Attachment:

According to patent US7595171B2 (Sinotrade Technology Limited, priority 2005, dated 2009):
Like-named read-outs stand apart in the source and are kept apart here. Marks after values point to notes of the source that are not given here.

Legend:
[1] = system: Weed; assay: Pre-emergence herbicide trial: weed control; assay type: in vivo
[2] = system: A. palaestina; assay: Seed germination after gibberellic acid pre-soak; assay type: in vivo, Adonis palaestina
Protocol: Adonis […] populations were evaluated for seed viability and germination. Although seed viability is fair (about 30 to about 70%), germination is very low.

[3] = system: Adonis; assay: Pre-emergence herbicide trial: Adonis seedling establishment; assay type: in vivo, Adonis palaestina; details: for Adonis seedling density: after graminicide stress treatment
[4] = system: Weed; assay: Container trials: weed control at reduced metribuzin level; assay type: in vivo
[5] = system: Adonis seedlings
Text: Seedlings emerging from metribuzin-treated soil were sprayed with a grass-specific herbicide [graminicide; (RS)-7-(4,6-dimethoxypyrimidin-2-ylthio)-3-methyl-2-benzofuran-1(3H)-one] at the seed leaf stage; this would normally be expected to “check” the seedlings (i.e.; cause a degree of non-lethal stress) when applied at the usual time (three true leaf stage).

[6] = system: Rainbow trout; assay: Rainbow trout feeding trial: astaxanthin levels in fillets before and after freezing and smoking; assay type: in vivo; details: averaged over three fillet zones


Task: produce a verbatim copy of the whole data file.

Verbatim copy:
According to patent US7595171B2 (Sinotrade Technology Limited, priority 2005, dated 2009):
Like-named read-outs stand apart in the source and are kept apart here. Marks after values point to notes of the source that are not given here.

Legend:
[1] = system: Weed; assay: Pre-emergence herbicide trial: weed control; assay type: in vivo
[2] = system: A. palaestina; assay: Seed germination after gibberellic acid pre-soak; assay type: in vivo, Adonis palaestina
Protocol: Adonis […] populations were evaluated for seed viability and germination. Although seed viability is fair (about 30 to about 70%), germination is very low.

[3] = system: Adonis; assay: Pre-emergence herbicide trial: Adonis seedling establishment; assay type: in vivo, Adonis palaestina; details: for Adonis seedling density: after graminicide stress treatment
[4] = system: Weed; assay: Container trials: weed control at reduced metribuzin level; assay type: in vivo
[5] = system: Adonis seedlings
Text: Seedlings emerging from metribuzin-treated soil were sprayed with a grass-specific herbicide [graminicide; (RS)-7-(4,6-dimethoxypyrimidin-2-ylthio)-3-methyl-2-benzofuran-1(3H)-one] at the seed leaf stage; this would normally be expected to “check” the seedlings (i.e.; cause a degree of non-lethal stress) when applied at the usual time (three true leaf stage).

[6] = system: Rainbow trout; assay: Rainbow trout feeding trial: astaxanthin levels in fillets before and after freezing and smoking; assay type: in vivo; details: averaged over three fillet zones